World missing Persian rug, Persian rug missing promos
Baku, Azerbaijan, August 27
By Mehdi Sepahvand – Trend:
It would have been a pity for the world if let’s say Mercedes Benz’s market was limited to Germany due to lack of proper promotion. The pity exists, however, for some other product that is as much cherished worldwide.
The Persian rug is well-known across the world for its quality, beauty, and character. Yet, the market it enjoys is far from what experts and businessmen in the rug and carpet market believe it deserves.
August 27 was the last day of the 25th Iran Handmade Carpet Exhibition in Tehran. Trend took the chance to ask some of the exhibitors about their concerns. Almost unanimously they cited the lack of unified, powerful, and targeted promotion as the biggest hurdle against the export of the Persian carpet.
“Iranian customers buy 20 million square meters of carpet each year. Considering the fact that the world population is 100 times greater than Iran’s, through good promotion a great potential will be activated. If let’s say only five percent of the world population is encouraged to finally buy the Persian rug, the consumption will jump by 10 million square meters a year,” Hushang Fakher, owner of Sarab Baft, a handmade Persian rug company, said.
Karimi, head of the Association for Carpet Producers and Exporters of Iran said “correct promotion” is needed, adding, “It is a government’s job, not a tradesman’s. We expect our embassies and trade attaches to do better.”
In the first half of 2016, Iran’s nonoil exports to the United States grew by degrees to reach $39 million. Surprisingly, the Persian rug had the greatest share in the exported value.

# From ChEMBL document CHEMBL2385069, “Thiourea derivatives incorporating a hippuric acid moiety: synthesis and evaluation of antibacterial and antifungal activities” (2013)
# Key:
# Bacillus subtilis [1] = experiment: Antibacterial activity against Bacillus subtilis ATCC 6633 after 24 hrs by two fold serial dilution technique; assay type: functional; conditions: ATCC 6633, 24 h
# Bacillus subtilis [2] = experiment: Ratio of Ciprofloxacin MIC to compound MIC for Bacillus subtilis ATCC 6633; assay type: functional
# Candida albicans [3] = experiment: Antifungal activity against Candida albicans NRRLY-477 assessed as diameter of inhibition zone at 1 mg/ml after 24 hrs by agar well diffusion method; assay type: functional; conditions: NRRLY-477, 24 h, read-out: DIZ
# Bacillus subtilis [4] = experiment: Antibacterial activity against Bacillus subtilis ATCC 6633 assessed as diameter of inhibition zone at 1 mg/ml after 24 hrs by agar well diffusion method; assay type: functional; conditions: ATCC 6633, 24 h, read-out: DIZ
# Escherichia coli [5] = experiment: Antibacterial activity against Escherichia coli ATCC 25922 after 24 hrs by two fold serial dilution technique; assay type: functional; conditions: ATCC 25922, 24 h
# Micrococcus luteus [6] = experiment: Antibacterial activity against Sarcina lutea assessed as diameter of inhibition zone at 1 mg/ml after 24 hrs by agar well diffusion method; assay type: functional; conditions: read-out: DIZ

“The Persian rug is still the world’s number one in terms of quality. However, in terms of marketing it has lost to Pakistan, China, and India. The Persian carpet dates back 2,500 years, while those of the other countries date back only about 100 years,” said Qias Ale-Rasoul, who has been exporting carpets for 60 years.
Carpet counts for 20 percent of Iran’s nonoil export value. This is while gas condensates, now exported at about 400,000 barrels per day, are also put in the nonoil basket by the Iranian government. That indicates how great the 20 percent of the Persian rug is.
According to Director of the National Iranian Carpet Center Hamid Kargar, despite the shortcomings, the Persian rug still counts for 30 percent of the world’s carpet trade.
Last Iranian fiscal year (which ended March 19), Iran’s direct handmade rug export to the US, one of its greatest traditional markets, stood at $27 million.
Carpet has a unique potential for job creation as well, with many job titles in dying, weaving, selling, research, etc. In Iran, about one million people are working in the weaving section alone, 700 thousand of whom work fulltime.
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